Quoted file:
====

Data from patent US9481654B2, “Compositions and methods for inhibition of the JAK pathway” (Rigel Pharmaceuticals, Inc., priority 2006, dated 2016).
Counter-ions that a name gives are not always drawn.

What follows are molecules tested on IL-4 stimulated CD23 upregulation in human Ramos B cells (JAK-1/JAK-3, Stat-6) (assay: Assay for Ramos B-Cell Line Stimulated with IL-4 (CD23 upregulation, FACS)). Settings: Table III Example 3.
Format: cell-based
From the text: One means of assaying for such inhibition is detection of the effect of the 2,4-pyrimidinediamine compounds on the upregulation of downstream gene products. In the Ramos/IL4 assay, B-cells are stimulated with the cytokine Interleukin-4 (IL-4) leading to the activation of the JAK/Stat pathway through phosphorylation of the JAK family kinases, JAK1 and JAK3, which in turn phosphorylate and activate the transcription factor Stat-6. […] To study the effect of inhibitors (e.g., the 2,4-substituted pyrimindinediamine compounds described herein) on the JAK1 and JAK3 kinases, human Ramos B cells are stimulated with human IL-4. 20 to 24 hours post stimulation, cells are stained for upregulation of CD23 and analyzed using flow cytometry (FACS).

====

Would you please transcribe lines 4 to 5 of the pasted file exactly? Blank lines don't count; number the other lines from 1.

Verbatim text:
Format: cell-based
From the text: One means of assaying for such inhibition is detection of the effect of the 2,4-pyrimidinediamine compounds on the upregulation of downstream gene products. In the Ramos/IL4 assay, B-cells are stimulated with the cytokine Interleukin-4 (IL-4) leading to the activation of the JAK/Stat pathway through phosphorylation of the JAK family kinases, JAK1 and JAK3, which in turn phosphorylate and activate the transcription factor Stat-6. […] To study the effect of inhibitors (e.g., the 2,4-substituted pyrimindinediamine compounds described herein) on the JAK1 and JAK3 kinases, human Ramos B cells are stimulated with human IL-4. 20 to 24 hours post stimulation, cells are stained for upregulation of CD23 and analyzed using flow cytometry (FACS).